Then scribe a check to replace my son’s third lost soccer uniform.

In short, in matters parental, professional, logistical,
I am the very model of a modern Major-General.

A working parent’s day calls for adjustments quite chameleon,
When bedtime’s passed, we sit down to tonic with a hearty splash of gin.

When such affairs as snow and school vacation breaks I'm more wary at,
I know my husband signed willingly as my compatriot.

I bring work home, pleas for calm fail, so then resort to bribery,
The stress of which makes me want to dash to join a nunnery.

In short, when you’ve seen the lengths of my home/career balance strategy,
You'll say a better Major-General there never was than she.

If you saw my lively sons and home run like a penitentiary,
It would be very clear I’m the true mother of the century;

But still, in matters parental, professional, logistical,
I am the very model of a modern Major-General.

Friday, May 14, 2010

See the thing is, Mommy's a little numb right now

I should be... wrapping up work to go home, getting uniforms ready for tomorrow's games, maybe going so far as getting some groceries so there's more than an apple as old as Eve, two Gogurts, and a bottle of Guinness in the fridge. But, the thing is kids~ Mommy's mentally and physically numb right now.

This week, I stood and watched as my company's server crashed. And by crashed, I mean the box spewed smoke. Now's not the night to wait until 9:30 pm to say you received three days of detention starting tomorrow. If you have a brain in that beautiful little head, you'll give me at least 48 hours notice of any science project. You'll not stand there and tell me it's due tomorrow morning. You got your progress report? Great. Throw me a bone and "forget it" in your locker one night. You'll understand that a bowl of cheerios IS dinner. I'll pretend I didn't see you add Skittles to it, nor ask where the heck you got Skittles. I think there's enough milk for the bowl. (?) Go ahead, kids. Divvy it up. And please don't start hitting each other AGAIN with the spoons. Or the bowls.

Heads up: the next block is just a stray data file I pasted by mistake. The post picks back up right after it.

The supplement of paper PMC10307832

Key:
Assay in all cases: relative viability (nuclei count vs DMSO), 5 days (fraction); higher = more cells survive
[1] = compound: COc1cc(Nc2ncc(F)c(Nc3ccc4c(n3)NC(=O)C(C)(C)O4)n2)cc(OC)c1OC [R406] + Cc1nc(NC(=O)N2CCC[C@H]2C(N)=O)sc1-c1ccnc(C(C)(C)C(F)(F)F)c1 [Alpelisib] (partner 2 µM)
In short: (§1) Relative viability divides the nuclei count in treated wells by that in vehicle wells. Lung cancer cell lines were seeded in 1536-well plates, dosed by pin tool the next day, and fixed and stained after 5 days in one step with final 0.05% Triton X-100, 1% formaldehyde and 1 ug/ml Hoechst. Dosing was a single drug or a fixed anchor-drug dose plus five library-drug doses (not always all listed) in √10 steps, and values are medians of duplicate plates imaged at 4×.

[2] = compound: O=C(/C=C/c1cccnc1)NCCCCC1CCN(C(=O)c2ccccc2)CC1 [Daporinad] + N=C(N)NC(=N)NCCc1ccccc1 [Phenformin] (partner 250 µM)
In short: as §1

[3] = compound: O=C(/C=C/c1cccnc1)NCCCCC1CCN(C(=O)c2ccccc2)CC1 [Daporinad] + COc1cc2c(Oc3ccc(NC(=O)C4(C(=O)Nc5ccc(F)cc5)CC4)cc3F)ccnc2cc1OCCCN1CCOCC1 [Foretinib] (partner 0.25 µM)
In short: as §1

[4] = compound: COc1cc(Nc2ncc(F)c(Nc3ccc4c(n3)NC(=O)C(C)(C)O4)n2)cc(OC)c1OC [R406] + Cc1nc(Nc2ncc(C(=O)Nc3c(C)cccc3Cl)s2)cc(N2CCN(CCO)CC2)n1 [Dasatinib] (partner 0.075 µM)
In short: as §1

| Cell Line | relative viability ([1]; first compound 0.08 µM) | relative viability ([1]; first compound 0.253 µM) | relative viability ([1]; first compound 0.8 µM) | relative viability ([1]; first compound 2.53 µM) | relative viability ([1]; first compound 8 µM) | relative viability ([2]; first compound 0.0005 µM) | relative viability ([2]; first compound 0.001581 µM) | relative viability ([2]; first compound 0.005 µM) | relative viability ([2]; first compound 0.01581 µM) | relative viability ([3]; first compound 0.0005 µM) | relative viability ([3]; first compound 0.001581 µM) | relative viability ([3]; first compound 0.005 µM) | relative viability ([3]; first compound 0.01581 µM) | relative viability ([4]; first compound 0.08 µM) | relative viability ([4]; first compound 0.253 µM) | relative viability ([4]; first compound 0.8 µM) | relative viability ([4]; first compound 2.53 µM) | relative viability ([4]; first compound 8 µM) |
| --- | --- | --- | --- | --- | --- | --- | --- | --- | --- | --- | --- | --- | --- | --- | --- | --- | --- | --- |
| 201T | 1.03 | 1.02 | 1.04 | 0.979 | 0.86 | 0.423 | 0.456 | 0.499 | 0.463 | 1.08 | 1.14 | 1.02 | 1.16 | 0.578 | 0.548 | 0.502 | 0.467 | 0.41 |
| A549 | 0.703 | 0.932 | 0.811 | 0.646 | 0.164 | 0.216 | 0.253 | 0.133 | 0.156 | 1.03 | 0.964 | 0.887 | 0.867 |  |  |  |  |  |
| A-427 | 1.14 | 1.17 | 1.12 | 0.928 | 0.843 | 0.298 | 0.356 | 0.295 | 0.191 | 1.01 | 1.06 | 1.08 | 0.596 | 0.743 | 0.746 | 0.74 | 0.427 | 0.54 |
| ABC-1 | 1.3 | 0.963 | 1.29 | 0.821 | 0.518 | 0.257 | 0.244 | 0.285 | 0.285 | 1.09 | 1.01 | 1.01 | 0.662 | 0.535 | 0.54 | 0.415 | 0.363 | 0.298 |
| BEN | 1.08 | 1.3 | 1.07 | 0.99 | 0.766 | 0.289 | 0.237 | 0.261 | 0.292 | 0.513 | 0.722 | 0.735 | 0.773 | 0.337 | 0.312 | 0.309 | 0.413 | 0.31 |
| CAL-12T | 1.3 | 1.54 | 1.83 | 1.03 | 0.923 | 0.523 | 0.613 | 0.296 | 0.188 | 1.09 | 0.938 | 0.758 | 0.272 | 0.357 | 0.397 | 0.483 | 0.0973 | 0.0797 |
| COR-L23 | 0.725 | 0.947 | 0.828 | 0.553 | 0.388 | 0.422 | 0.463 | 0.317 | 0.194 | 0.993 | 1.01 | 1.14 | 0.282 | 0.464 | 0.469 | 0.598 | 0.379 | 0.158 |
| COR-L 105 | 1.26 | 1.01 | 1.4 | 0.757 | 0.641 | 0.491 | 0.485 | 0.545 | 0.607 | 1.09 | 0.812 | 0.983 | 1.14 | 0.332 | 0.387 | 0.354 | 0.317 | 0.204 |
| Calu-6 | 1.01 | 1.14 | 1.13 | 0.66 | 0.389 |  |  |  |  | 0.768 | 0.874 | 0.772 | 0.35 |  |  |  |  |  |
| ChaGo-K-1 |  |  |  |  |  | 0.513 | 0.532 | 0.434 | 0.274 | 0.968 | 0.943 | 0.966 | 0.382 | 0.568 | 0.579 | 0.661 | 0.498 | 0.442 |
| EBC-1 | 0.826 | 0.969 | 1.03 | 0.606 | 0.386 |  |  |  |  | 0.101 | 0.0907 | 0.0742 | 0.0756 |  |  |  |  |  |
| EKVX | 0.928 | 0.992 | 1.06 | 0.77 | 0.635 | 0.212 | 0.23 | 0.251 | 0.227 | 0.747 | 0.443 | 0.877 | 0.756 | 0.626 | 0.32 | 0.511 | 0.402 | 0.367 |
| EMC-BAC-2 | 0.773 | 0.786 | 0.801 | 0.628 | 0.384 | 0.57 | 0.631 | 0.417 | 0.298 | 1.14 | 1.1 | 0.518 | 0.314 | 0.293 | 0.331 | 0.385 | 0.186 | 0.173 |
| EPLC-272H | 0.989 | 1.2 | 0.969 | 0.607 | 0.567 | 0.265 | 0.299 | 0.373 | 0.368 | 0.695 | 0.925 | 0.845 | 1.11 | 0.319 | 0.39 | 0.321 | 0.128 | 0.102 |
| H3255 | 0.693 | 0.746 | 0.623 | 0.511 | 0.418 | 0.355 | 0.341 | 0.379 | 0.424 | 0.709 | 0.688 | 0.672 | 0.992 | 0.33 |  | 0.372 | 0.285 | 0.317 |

Wait- where was I? Oh, right~ I'm numb. There are times in life when work and family can coexist. They have to. Tonight- with server-smoke still in my nostrils, I'm numb and I don't know how they can. Massive chunks of client work from the past two-three years may be lost. Gone- like some hapless, mysterious sock inexplicably evaporating from our laundry room. Maybe tomorrow, when I'm surprised to learn the back up covered what I needed after all, I'll feel better. But my numbness comes from knowing that now, only skilled (read as way expensive) specialists in clean suits and rooms have a shot at salvaging any of it.